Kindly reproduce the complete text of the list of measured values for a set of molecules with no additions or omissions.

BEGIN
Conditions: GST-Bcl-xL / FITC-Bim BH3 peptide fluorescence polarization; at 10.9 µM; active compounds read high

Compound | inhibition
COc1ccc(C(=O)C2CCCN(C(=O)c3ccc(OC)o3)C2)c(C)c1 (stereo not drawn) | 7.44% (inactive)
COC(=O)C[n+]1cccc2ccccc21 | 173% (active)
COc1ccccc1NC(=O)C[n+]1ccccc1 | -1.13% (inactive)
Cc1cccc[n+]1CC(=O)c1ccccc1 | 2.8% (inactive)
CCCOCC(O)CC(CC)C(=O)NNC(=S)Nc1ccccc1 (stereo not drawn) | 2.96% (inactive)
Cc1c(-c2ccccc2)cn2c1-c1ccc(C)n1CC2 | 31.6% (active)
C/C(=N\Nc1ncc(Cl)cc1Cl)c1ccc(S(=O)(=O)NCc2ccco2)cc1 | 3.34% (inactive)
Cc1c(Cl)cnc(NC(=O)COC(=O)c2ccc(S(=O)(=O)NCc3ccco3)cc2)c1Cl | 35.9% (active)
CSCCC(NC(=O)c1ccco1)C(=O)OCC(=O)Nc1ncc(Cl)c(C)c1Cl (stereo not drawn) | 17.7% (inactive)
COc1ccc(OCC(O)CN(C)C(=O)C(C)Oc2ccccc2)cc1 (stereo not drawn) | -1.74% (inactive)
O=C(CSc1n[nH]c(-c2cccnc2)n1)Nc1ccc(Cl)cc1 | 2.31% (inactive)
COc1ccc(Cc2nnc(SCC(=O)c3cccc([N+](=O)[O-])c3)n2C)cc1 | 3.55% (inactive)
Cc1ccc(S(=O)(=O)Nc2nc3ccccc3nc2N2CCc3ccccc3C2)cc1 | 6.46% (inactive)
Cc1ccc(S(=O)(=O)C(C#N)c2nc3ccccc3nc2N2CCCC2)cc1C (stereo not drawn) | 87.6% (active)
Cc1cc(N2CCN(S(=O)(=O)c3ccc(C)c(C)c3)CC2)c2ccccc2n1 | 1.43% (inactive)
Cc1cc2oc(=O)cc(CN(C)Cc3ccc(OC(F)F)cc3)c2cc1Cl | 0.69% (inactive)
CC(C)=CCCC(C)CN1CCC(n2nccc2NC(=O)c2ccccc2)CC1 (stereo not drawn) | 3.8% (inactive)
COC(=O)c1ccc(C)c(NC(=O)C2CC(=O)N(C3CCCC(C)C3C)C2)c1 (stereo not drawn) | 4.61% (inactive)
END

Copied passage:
Conditions: GST-Bcl-xL / FITC-Bim BH3 peptide fluorescence polarization; at 10.9 µM; active compounds read high

Compound | inhibition
COc1ccc(C(=O)C2CCCN(C(=O)c3ccc(OC)o3)C2)c(C)c1 (stereo not drawn) | 7.44% (inactive)
COC(=O)C[n+]1cccc2ccccc21 | 173% (active)
COc1ccccc1NC(=O)C[n+]1ccccc1 | -1.13% (inactive)
Cc1cccc[n+]1CC(=O)c1ccccc1 | 2.8% (inactive)
CCCOCC(O)CC(CC)C(=O)NNC(=S)Nc1ccccc1 (stereo not drawn) | 2.96% (inactive)
Cc1c(-c2ccccc2)cn2c1-c1ccc(C)n1CC2 | 31.6% (active)
C/C(=N\Nc1ncc(Cl)cc1Cl)c1ccc(S(=O)(=O)NCc2ccco2)cc1 | 3.34% (inactive)
Cc1c(Cl)cnc(NC(=O)COC(=O)c2ccc(S(=O)(=O)NCc3ccco3)cc2)c1Cl | 35.9% (active)
CSCCC(NC(=O)c1ccco1)C(=O)OCC(=O)Nc1ncc(Cl)c(C)c1Cl (stereo not drawn) | 17.7% (inactive)
COc1ccc(OCC(O)CN(C)C(=O)C(C)Oc2ccccc2)cc1 (stereo not drawn) | -1.74% (inactive)
O=C(CSc1n[nH]c(-c2cccnc2)n1)Nc1ccc(Cl)cc1 | 2.31% (inactive)
COc1ccc(Cc2nnc(SCC(=O)c3cccc([N+](=O)[O-])c3)n2C)cc1 | 3.55% (inactive)
Cc1ccc(S(=O)(=O)Nc2nc3ccccc3nc2N2CCc3ccccc3C2)cc1 | 6.46% (inactive)
Cc1ccc(S(=O)(=O)C(C#N)c2nc3ccccc3nc2N2CCCC2)cc1C (stereo not drawn) | 87.6% (active)
Cc1cc(N2CCN(S(=O)(=O)c3ccc(C)c(C)c3)CC2)c2ccccc2n1 | 1.43% (inactive)
Cc1cc2oc(=O)cc(CN(C)Cc3ccc(OC(F)F)cc3)c2cc1Cl | 0.69% (inactive)
CC(C)=CCCC(C)CN1CCC(n2nccc2NC(=O)c2ccccc2)CC1 (stereo not drawn) | 3.8% (inactive)
COC(=O)c1ccc(C)c(NC(=O)C2CC(=O)N(C3CCCC(C)C3C)C2)c1 (stereo not drawn) | 4.61% (inactive)